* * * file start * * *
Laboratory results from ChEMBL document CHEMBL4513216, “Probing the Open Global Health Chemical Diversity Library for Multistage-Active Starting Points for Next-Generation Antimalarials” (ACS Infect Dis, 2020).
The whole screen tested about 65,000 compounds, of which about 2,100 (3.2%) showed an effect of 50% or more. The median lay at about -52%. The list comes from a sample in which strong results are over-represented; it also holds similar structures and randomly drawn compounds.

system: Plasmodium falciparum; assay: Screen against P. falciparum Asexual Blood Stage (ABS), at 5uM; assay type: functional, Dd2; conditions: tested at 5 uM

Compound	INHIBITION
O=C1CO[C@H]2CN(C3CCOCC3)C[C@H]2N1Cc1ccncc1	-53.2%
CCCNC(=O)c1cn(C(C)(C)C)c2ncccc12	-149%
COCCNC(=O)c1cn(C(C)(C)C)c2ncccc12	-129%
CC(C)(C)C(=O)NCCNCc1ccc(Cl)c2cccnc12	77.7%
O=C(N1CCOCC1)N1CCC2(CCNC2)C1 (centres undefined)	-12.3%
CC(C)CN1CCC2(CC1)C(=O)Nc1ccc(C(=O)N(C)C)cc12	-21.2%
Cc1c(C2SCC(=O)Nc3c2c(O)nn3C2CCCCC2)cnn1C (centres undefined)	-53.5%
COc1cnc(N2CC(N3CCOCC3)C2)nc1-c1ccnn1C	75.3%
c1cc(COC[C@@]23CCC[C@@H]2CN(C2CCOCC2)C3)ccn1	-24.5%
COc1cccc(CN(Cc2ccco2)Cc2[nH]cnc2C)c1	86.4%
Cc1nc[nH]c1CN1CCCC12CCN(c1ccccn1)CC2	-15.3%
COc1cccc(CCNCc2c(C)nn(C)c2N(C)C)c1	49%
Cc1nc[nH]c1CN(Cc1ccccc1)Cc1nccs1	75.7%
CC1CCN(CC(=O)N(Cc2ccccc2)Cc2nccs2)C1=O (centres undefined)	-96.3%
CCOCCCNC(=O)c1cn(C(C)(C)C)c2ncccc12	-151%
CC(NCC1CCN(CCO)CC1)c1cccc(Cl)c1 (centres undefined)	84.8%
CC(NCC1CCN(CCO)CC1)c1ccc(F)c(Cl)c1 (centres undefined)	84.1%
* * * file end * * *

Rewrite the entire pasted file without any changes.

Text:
Laboratory results from ChEMBL document CHEMBL4513216, “Probing the Open Global Health Chemical Diversity Library for Multistage-Active Starting Points for Next-Generation Antimalarials” (ACS Infect Dis, 2020).
The whole screen tested about 65,000 compounds, of which about 2,100 (3.2%) showed an effect of 50% or more. The median lay at about -52%. The list comes from a sample in which strong results are over-represented; it also holds similar structures and randomly drawn compounds.

system: Plasmodium falciparum; assay: Screen against P. falciparum Asexual Blood Stage (ABS), at 5uM; assay type: functional, Dd2; conditions: tested at 5 uM

Compound	INHIBITION
O=C1CO[C@H]2CN(C3CCOCC3)C[C@H]2N1Cc1ccncc1	-53.2%
CCCNC(=O)c1cn(C(C)(C)C)c2ncccc12	-149%
COCCNC(=O)c1cn(C(C)(C)C)c2ncccc12	-129%
CC(C)(C)C(=O)NCCNCc1ccc(Cl)c2cccnc12	77.7%
O=C(N1CCOCC1)N1CCC2(CCNC2)C1 (centres undefined)	-12.3%
CC(C)CN1CCC2(CC1)C(=O)Nc1ccc(C(=O)N(C)C)cc12	-21.2%
Cc1c(C2SCC(=O)Nc3c2c(O)nn3C2CCCCC2)cnn1C (centres undefined)	-53.5%
COc1cnc(N2CC(N3CCOCC3)C2)nc1-c1ccnn1C	75.3%
c1cc(COC[C@@]23CCC[C@@H]2CN(C2CCOCC2)C3)ccn1	-24.5%
COc1cccc(CN(Cc2ccco2)Cc2[nH]cnc2C)c1	86.4%
Cc1nc[nH]c1CN1CCCC12CCN(c1ccccn1)CC2	-15.3%
COc1cccc(CCNCc2c(C)nn(C)c2N(C)C)c1	49%
Cc1nc[nH]c1CN(Cc1ccccc1)Cc1nccs1	75.7%
CC1CCN(CC(=O)N(Cc2ccccc2)Cc2nccs2)C1=O (centres undefined)	-96.3%
CCOCCCNC(=O)c1cn(C(C)(C)C)c2ncccc12	-151%
CC(NCC1CCN(CCO)CC1)c1cccc(Cl)c1 (centres undefined)	84.8%
CC(NCC1CCN(CCO)CC1)c1ccc(F)c(Cl)c1 (centres undefined)	84.1%